Abstract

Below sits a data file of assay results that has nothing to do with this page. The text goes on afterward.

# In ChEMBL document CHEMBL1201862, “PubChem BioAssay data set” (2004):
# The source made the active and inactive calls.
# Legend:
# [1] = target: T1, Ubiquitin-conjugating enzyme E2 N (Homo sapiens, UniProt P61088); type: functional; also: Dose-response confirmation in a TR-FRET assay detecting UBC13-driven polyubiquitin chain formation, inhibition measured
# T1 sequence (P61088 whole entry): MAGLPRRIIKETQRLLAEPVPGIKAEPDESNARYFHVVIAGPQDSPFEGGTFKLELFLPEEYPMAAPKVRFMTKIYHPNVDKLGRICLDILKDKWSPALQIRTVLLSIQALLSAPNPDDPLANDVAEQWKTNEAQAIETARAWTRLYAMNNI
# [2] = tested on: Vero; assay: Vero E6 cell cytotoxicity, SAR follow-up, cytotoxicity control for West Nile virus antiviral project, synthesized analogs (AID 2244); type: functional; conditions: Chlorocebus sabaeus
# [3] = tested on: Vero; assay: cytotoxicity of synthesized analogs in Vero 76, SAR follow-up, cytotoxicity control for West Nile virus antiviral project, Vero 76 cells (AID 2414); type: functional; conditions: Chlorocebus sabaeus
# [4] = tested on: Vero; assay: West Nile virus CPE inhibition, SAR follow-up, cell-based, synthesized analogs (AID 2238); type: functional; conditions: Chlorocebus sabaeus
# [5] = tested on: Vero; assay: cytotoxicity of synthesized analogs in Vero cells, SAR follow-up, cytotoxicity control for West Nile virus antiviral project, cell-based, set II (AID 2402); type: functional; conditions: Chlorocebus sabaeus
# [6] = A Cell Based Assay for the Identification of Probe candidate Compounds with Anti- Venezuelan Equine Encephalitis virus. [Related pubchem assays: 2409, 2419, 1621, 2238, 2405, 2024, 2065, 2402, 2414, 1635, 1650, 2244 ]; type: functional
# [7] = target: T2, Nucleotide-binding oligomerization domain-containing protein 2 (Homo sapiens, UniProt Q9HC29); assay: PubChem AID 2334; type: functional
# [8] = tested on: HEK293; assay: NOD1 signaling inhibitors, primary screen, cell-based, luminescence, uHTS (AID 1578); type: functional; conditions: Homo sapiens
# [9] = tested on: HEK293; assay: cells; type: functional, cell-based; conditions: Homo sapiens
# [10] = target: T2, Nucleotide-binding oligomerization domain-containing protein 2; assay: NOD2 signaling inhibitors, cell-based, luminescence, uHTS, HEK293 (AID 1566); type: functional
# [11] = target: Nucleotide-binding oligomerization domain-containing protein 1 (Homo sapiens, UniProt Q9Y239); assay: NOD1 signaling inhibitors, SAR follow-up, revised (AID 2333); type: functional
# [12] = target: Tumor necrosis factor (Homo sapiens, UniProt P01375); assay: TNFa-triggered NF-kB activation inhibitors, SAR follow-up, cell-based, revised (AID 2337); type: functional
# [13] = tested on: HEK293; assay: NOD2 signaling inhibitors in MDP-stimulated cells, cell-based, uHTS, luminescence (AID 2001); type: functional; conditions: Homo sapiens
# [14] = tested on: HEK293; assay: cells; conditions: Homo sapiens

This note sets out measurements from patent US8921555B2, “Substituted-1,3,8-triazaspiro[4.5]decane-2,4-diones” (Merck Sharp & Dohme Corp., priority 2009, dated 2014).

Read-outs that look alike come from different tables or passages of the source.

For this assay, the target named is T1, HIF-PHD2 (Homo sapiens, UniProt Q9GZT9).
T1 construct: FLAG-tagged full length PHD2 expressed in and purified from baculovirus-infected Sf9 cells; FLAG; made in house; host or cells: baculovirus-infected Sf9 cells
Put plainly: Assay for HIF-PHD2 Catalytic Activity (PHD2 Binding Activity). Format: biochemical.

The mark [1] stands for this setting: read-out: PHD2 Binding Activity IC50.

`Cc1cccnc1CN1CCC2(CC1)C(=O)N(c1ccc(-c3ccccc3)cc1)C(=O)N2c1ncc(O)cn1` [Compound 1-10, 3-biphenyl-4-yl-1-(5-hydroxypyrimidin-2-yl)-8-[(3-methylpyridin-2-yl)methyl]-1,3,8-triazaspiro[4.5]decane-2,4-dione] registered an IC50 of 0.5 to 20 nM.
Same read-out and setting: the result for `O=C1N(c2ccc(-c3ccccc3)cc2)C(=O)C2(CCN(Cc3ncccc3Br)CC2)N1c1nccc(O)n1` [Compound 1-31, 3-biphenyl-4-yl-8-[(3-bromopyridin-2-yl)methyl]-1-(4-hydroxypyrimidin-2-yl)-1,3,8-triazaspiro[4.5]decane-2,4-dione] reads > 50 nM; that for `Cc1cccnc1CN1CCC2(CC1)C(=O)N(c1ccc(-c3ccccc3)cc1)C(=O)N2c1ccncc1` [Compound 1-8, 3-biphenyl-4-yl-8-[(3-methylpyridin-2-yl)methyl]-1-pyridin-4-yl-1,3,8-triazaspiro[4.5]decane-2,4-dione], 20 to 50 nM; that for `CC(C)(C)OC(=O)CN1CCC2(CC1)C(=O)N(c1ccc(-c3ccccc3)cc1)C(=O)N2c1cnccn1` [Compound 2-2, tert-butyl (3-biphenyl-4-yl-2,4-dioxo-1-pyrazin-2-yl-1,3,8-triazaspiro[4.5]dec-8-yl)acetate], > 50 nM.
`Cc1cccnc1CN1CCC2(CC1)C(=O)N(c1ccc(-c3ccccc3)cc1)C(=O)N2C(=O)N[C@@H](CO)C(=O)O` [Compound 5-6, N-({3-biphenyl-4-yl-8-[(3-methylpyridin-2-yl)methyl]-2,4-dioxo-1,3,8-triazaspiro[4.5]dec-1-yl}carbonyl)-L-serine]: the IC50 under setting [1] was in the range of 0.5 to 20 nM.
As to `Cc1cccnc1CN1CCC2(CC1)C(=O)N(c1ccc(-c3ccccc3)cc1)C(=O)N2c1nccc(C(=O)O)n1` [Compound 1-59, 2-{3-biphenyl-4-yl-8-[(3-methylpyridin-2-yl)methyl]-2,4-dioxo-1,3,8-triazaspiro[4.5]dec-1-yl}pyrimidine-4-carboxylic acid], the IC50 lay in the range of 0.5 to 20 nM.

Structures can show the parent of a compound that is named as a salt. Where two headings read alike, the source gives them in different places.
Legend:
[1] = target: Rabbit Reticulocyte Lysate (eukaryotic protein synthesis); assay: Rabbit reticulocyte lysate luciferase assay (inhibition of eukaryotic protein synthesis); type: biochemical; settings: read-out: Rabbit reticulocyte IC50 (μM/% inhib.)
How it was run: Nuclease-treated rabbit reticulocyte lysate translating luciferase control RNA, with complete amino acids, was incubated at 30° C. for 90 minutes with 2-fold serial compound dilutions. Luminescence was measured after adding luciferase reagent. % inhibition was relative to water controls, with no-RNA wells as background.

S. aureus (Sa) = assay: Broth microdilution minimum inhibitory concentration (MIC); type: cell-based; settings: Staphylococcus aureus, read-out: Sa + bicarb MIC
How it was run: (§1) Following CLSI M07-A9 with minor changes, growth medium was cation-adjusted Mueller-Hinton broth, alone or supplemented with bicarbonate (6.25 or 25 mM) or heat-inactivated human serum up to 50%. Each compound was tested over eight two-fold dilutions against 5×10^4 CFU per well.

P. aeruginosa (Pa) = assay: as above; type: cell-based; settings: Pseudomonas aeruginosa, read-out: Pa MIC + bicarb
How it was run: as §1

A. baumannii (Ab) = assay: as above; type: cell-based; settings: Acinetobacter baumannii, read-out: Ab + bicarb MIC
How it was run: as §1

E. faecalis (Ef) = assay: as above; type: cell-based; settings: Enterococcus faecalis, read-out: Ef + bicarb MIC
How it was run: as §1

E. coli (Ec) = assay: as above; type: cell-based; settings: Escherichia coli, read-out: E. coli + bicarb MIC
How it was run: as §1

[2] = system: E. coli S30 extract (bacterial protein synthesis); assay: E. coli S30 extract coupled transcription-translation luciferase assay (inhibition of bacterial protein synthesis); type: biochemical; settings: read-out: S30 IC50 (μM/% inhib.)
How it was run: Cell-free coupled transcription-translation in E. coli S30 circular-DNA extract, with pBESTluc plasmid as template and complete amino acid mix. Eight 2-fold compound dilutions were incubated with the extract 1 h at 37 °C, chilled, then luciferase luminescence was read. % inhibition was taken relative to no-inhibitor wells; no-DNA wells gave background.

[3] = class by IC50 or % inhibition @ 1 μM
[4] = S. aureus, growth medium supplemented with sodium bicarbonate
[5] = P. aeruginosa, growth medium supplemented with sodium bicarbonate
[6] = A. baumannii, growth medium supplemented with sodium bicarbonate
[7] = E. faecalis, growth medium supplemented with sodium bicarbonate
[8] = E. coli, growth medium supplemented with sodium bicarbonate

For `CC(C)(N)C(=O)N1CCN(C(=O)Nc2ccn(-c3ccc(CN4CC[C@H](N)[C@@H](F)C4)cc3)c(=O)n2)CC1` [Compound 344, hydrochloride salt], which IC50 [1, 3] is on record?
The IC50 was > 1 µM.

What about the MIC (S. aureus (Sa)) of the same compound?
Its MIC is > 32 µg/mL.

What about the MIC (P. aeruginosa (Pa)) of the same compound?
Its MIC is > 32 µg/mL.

Evidence shows that volcanic island chains and aseismic ridges are formed by plate motion over fixed-mantle "hot-spots" (Iceland, Hawaii, Galapagos, etc.) and new arguments link these hot-spots with the driving mechanism of continental drift. It is assumed that the hot-spots are surface expressions of deep mantle plumes roughly 150 km in diameter, rising 2 m/year, and extending to the lowest part of the mantle. The rising material spreads out in the asthenosphere, producing stresses on the plate bottoms. Order-of-magnitude estimates show these stresses are sufficiently large to influence plate motion significantly. the total upward flow in the plumes is estimated at 500 cu km/year, which would require the entire mantle to overturn once each 2 billion years.

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